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16 February 2015updated 24 Jul 2021 11:24am

Ed Balls vows to “crack down“ on tax evasion, accusing Tories of turning “a blind eye“

The shadow chancellor vows to crack down on tax evasion, as the HSBC row rumbles on.

By Anoosh Chakelian

Another day discussing tax avoidance and tax evasion, another day fewer for the Tories to keep their “long-term economic plan” on the political agenda.

It’s been a bumpy few days for Labour’s latest election campaign battle, what with the Mail investigating the Miliband family’s own tax affairs, and Tom Baldwin’s “Milly Dowler moment” comparison, but the opposition have kept their message rumbling on in the political news cycle. And the more they speak about tax avoidance and tax evasion, the more they gain an advantage over the Tories, who suffer the most from being seen as the party of the rich.

This weekend, Ed Balls vowed that Labour would not only come down hard on aggressive tax avoidance, but would also “crack down” on the illegal tax evasion, accusing the Tories of having turned “a blind eye” to such activities during their time in government. Speaking on the BBC’s Andrew Marr Show, Balls pledged to address “systemic tax evasion”:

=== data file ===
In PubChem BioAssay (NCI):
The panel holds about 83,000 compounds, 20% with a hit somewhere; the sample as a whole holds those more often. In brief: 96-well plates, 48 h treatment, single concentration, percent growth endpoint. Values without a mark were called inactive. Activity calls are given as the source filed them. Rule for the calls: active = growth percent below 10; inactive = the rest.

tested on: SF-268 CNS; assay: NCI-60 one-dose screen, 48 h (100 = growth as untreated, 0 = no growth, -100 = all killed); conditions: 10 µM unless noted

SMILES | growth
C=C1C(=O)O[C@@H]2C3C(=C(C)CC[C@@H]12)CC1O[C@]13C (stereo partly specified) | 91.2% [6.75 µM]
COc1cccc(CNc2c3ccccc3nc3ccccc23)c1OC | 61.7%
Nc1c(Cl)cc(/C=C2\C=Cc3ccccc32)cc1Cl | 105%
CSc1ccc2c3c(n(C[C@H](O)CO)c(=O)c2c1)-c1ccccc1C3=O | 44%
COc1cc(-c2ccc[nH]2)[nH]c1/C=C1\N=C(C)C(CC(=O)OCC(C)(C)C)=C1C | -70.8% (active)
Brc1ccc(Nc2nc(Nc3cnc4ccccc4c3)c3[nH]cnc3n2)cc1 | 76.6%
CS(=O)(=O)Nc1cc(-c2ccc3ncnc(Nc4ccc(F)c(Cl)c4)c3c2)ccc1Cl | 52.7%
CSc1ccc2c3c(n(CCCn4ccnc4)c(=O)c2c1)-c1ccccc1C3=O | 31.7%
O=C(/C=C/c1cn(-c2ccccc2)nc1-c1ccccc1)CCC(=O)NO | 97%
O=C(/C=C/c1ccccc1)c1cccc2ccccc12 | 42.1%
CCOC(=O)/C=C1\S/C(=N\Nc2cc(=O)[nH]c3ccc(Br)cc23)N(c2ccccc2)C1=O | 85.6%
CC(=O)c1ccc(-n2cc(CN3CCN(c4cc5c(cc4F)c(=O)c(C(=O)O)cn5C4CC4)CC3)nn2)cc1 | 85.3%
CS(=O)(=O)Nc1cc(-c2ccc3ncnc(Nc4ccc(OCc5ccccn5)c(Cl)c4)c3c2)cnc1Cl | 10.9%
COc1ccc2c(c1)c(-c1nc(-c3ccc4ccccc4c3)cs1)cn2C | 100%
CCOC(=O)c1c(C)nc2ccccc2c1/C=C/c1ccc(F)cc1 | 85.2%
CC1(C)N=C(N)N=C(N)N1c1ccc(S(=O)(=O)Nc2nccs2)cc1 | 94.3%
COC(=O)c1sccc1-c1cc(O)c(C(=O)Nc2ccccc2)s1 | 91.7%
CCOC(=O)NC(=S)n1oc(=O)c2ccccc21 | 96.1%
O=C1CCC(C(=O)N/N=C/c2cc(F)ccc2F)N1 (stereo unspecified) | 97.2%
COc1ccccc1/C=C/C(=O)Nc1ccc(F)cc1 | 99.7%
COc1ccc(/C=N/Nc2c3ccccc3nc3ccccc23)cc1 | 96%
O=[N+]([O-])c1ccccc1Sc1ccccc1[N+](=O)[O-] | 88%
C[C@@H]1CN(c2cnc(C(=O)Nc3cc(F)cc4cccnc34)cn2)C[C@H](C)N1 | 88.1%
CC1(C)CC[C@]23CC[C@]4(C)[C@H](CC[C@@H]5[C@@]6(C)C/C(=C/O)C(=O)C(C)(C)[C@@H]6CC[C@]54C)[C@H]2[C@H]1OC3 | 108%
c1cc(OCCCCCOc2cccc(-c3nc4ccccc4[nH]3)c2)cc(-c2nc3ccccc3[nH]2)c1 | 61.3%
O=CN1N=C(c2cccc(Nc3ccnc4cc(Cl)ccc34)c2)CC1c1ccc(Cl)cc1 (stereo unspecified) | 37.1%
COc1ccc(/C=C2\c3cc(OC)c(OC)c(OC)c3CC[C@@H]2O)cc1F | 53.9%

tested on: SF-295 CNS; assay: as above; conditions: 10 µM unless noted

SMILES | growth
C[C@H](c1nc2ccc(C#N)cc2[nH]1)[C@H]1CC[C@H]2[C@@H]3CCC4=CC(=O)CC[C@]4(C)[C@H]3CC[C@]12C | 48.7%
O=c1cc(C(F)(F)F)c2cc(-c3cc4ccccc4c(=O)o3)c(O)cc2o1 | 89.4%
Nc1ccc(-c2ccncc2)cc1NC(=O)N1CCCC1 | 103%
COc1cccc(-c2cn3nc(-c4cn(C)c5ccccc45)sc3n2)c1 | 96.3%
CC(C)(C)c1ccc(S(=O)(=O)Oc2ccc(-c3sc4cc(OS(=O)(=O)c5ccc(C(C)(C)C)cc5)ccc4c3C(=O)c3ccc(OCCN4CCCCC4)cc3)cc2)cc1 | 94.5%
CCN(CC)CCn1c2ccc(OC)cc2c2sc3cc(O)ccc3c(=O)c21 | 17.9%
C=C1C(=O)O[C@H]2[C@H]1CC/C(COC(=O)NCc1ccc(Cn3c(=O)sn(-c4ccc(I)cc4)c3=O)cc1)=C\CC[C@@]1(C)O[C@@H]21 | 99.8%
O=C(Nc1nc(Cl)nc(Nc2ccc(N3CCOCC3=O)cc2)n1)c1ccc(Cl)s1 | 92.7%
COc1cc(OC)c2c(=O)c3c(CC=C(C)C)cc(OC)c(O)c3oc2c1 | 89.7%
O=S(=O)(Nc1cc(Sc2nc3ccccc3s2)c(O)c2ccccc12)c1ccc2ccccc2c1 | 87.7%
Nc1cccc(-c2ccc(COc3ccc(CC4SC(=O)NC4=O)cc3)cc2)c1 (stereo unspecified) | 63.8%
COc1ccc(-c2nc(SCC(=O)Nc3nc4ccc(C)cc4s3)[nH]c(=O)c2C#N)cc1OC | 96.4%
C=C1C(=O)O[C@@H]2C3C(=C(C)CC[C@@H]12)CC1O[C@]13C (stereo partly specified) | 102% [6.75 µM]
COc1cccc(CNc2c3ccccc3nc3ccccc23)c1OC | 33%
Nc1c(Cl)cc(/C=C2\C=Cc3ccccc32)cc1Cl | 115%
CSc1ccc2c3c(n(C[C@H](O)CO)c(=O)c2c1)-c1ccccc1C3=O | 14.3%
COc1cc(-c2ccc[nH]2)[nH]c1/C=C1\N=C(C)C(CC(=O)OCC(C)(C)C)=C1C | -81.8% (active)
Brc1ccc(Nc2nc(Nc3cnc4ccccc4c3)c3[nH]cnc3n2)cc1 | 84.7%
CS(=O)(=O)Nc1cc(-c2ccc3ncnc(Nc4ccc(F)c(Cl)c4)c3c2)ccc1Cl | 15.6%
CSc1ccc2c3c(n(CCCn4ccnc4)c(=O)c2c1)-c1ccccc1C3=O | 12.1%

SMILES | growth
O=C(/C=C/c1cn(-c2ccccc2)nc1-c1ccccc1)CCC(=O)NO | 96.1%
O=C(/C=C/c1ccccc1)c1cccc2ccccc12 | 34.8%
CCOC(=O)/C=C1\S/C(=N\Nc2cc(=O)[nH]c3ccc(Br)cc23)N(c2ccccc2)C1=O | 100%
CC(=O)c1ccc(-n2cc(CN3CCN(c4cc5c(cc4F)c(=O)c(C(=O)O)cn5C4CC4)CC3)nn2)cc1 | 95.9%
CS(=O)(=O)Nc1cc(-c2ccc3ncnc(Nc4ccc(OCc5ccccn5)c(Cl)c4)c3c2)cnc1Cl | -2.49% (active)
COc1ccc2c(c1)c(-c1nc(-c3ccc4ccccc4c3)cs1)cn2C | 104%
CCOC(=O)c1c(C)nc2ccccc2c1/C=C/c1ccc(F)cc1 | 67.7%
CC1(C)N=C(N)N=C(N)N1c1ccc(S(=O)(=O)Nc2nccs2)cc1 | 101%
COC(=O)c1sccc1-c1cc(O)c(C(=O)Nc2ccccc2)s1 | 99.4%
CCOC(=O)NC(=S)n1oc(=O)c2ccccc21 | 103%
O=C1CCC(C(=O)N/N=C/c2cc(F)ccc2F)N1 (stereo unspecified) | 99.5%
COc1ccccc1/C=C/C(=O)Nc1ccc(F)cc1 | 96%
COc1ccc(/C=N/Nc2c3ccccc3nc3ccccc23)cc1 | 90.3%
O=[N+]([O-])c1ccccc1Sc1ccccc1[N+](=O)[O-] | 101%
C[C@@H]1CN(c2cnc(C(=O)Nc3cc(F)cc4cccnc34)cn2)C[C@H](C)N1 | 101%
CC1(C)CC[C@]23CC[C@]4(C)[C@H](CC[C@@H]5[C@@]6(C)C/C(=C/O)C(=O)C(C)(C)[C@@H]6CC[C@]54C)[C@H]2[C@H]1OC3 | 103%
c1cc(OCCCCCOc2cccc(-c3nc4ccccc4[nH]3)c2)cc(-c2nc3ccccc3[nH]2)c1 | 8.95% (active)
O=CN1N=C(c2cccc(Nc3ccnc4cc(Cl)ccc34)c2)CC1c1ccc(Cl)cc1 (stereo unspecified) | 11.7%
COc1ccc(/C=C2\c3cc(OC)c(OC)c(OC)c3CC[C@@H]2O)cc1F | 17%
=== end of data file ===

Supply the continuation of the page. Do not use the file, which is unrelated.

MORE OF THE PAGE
We are the party who will crack down on tax planning and on systemic practices, where people are trying to avoid paying the tax parliament intends.

Conservatives from the Treasury and Number 10 turned a blind eye to what was happening at HSBC and that is what makes people angry.

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It has been Ed Miliband who has so far, and rather gutsily, led Labour’s message against tax avoidance, and angered certain Tory donors along the way. The fact that Miliband was fronting, and following through, on such a message suggested that it was not a subject Balls was as comfortable talking about, in spite of it being Treasury territory. The Labour MP Diane Abbott told the BBC last week that the shadow chancellor “will not touch” the subject of tax havens. 

Yet it appears Balls is on board with Miliband’s message, although he did outline the distinction between families who legitimately plan their tax affairs, and those who break the law by setting up “false structures”. He cited ISAs and tax relief for entrepreneurs as legitimate ways for individuals to reduce the amount of tax they pay, but added:

But if people are actually setting up false structures to avoid paying their tax or going off to live in Switzerland in order to avoid paying their fair share in tax, we will crack down.

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